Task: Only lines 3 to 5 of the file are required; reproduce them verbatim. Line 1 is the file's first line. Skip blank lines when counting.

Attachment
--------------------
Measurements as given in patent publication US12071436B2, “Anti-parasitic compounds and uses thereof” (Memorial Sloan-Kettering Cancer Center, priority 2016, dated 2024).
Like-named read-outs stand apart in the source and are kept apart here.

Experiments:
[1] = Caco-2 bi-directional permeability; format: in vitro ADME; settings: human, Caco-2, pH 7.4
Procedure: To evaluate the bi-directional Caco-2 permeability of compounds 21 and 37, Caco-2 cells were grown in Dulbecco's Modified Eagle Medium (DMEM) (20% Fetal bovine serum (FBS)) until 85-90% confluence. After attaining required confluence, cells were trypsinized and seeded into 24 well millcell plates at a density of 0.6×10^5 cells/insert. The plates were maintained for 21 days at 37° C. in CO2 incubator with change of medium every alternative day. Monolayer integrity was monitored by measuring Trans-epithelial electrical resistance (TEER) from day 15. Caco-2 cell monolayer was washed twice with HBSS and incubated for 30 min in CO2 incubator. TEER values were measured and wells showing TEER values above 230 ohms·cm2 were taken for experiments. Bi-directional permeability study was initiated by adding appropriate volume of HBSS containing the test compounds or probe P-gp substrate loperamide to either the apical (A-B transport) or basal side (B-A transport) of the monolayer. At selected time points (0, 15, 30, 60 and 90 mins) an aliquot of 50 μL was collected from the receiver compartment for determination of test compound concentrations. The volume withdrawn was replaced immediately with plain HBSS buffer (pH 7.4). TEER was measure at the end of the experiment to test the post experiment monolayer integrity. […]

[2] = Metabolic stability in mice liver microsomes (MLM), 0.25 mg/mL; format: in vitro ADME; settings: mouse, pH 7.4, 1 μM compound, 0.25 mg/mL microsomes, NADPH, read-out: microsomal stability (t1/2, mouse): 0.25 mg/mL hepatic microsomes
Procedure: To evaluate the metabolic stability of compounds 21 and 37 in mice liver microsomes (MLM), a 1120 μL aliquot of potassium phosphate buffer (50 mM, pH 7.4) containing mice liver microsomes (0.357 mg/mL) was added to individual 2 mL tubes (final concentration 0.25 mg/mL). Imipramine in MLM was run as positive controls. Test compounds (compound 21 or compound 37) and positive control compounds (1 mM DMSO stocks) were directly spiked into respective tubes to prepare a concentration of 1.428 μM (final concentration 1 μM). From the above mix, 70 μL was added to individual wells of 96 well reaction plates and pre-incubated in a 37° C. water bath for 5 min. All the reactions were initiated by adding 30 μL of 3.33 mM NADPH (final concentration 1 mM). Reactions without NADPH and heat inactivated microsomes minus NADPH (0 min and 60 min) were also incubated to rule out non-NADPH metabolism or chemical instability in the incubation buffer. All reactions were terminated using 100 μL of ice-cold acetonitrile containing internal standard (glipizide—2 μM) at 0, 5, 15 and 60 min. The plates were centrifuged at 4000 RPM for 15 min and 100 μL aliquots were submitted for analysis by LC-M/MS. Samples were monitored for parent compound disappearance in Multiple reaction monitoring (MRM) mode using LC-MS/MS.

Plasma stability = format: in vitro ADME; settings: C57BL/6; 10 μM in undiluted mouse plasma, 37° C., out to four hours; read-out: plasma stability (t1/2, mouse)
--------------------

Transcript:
Experiments:
[1] = Caco-2 bi-directional permeability; format: in vitro ADME; settings: human, Caco-2, pH 7.4
Procedure: To evaluate the bi-directional Caco-2 permeability of compounds 21 and 37, Caco-2 cells were grown in Dulbecco's Modified Eagle Medium (DMEM) (20% Fetal bovine serum (FBS)) until 85-90% confluence. After attaining required confluence, cells were trypsinized and seeded into 24 well millcell plates at a density of 0.6×10^5 cells/insert. The plates were maintained for 21 days at 37° C. in CO2 incubator with change of medium every alternative day. Monolayer integrity was monitored by measuring Trans-epithelial electrical resistance (TEER) from day 15. Caco-2 cell monolayer was washed twice with HBSS and incubated for 30 min in CO2 incubator. TEER values were measured and wells showing TEER values above 230 ohms·cm2 were taken for experiments. Bi-directional permeability study was initiated by adding appropriate volume of HBSS containing the test compounds or probe P-gp substrate loperamide to either the apical (A-B transport) or basal side (B-A transport) of the monolayer. At selected time points (0, 15, 30, 60 and 90 mins) an aliquot of 50 μL was collected from the receiver compartment for determination of test compound concentrations. The volume withdrawn was replaced immediately with plain HBSS buffer (pH 7.4). TEER was measure at the end of the experiment to test the post experiment monolayer integrity. […]